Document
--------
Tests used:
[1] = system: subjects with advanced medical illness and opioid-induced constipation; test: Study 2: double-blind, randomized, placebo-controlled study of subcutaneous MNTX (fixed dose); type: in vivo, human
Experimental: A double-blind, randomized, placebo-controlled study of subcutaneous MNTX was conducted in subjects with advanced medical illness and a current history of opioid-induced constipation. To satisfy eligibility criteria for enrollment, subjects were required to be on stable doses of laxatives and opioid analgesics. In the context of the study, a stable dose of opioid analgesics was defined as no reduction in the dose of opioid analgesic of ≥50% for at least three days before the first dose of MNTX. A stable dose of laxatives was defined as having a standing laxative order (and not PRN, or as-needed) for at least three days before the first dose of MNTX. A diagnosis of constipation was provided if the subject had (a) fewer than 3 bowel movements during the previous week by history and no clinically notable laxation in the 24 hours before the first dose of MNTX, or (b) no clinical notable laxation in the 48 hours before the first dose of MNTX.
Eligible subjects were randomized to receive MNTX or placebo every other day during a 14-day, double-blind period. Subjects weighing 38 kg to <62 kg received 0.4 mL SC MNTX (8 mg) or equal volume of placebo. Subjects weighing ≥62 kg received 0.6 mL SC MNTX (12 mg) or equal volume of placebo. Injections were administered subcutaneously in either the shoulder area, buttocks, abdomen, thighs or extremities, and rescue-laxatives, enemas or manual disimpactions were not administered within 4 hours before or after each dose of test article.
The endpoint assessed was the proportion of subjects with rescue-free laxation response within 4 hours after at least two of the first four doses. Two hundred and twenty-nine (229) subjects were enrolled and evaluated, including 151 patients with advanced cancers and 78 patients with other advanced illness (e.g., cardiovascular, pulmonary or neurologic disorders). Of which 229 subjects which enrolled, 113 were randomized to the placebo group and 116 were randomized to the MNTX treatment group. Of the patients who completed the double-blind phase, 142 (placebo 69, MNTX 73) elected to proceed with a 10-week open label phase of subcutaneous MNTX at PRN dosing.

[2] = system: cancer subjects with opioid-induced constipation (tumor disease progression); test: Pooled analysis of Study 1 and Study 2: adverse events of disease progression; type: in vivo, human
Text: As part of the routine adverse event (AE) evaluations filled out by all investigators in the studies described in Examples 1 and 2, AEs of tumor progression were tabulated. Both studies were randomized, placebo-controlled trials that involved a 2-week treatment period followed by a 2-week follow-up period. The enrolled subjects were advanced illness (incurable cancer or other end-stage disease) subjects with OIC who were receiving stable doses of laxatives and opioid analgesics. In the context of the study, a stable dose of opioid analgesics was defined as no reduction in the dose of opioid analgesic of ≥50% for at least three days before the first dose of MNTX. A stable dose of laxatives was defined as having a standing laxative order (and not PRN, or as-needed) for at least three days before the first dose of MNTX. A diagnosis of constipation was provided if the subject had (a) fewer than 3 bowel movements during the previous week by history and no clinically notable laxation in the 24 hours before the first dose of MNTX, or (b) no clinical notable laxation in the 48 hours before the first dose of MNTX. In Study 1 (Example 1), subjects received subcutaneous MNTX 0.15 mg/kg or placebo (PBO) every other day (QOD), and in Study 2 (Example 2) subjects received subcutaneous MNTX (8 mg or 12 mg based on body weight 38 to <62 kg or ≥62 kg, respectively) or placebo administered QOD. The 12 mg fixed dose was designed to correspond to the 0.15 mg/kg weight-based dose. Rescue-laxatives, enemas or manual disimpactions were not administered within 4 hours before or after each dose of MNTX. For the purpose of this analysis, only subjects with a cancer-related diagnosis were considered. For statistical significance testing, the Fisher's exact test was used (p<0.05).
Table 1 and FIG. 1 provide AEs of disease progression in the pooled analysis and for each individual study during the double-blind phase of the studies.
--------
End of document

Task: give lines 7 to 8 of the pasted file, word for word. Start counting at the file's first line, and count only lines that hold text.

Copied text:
Text: As part of the routine adverse event (AE) evaluations filled out by all investigators in the studies described in Examples 1 and 2, AEs of tumor progression were tabulated. Both studies were randomized, placebo-controlled trials that involved a 2-week treatment period followed by a 2-week follow-up period. The enrolled subjects were advanced illness (incurable cancer or other end-stage disease) subjects with OIC who were receiving stable doses of laxatives and opioid analgesics. In the context of the study, a stable dose of opioid analgesics was defined as no reduction in the dose of opioid analgesic of ≥50% for at least three days before the first dose of MNTX. A stable dose of laxatives was defined as having a standing laxative order (and not PRN, or as-needed) for at least three days before the first dose of MNTX. A diagnosis of constipation was provided if the subject had (a) fewer than 3 bowel movements during the previous week by history and no clinically notable laxation in the 24 hours before the first dose of MNTX, or (b) no clinical notable laxation in the 48 hours before the first dose of MNTX. In Study 1 (Example 1), subjects received subcutaneous MNTX 0.15 mg/kg or placebo (PBO) every other day (QOD), and in Study 2 (Example 2) subjects received subcutaneous MNTX (8 mg or 12 mg based on body weight 38 to <62 kg or ≥62 kg, respectively) or placebo administered QOD. The 12 mg fixed dose was designed to correspond to the 0.15 mg/kg weight-based dose. Rescue-laxatives, enemas or manual disimpactions were not administered within 4 hours before or after each dose of MNTX. For the purpose of this analysis, only subjects with a cancer-related diagnosis were considered. For statistical significance testing, the Fisher's exact test was used (p<0.05).
Table 1 and FIG. 1 provide AEs of disease progression in the pooled analysis and for each individual study during the double-blind phase of the studies.